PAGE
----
Interferon gamma could be a key trigger for lupus, a finding that may provide information leading to new treatments for the autoimmune disease, according to researchers at Penn State College of Medicine. The study, “IFN-γ receptor and STAT1 signaling in B cells are central to spontaneous germinal center formation and autoimmunity,” appeared in the Journal of Experimental Medicine.
Systemic lupus erythematosus (often simply called lupus) is a disease in which the body’s own immune system attacks several organs, with the kidneys accounting for the most affected organ. Lupus is about nine times more common in women than in men, and can flare unexpectedly, leading to frequent and costly medical problems. Understanding how immune system molecules may contribute to lupus is an important area of research.
Previous research demonstrated that in people and experimental animals with lupus, immune system cells known as B lymphocytes produce antibodies that inappropriately attack the body, even when there is no infection. This autoimmune response contributes to the disease.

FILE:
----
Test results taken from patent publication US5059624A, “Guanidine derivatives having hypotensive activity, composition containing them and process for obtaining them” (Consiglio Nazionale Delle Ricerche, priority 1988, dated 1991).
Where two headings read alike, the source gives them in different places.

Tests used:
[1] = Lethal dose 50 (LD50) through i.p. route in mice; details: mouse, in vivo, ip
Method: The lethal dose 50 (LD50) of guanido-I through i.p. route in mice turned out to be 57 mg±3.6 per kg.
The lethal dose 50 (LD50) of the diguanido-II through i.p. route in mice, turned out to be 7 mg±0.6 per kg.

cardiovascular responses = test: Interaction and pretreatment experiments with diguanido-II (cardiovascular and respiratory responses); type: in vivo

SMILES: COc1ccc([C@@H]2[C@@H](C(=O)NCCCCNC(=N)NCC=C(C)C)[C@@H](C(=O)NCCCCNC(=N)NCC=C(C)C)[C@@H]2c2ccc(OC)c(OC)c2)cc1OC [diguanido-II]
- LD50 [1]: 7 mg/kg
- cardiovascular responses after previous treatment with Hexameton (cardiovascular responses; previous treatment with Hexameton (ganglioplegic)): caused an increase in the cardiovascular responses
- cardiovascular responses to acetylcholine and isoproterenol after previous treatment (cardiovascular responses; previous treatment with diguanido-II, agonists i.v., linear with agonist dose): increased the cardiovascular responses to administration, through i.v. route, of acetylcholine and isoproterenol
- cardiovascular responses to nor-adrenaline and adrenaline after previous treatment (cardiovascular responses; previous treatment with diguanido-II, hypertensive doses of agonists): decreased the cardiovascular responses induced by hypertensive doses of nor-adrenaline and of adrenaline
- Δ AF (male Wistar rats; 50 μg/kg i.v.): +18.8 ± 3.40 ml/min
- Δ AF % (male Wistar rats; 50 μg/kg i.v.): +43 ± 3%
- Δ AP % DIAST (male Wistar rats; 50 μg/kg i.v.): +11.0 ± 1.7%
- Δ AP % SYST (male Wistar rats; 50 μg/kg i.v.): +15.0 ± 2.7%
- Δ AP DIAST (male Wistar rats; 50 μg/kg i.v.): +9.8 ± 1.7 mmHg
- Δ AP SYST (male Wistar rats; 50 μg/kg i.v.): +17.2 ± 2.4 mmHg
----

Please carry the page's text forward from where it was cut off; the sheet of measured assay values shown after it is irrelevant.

Interferon gamma could be a critical trigger of the autoimmune response.
Investigators led by Ziaur S.M. Rahman, an assistant professor of microbiology and immunology, focused on the immune system molecule interferon gamma to understand its possible role in lupus. They studied mice with an experimental form of lupus, whose interferon gamma receptors had been removed from their B cells.
Compared to mice that retained B-cell interferon gamma receptors, the mice with no receptors had less autoimmune tissue damage and lower levels of autoantibodies, appearing to have reduced lupus symptoms.
“This suggests that interferon gamma signaling in B cells is critical for the formation of spontaneously-developed B lymphocyte groups and autoimmunity,” Rahman said. “If you could target this interferon gamma signaling pathway in B cells, you could potentially treat lupus.”
Researchers also found, importantly, that the mice appeared to have a normal response to actual infections.
Current treatments for lupus involve immunosuppressive drugs, but these drugs block the immune system and can cause other illnesses in people more susceptible to infection. The Penn State researchers believe that targeting interferon gamma could lead to the development of new medicines that treat lupus without causing as many side effects or associated illnesses.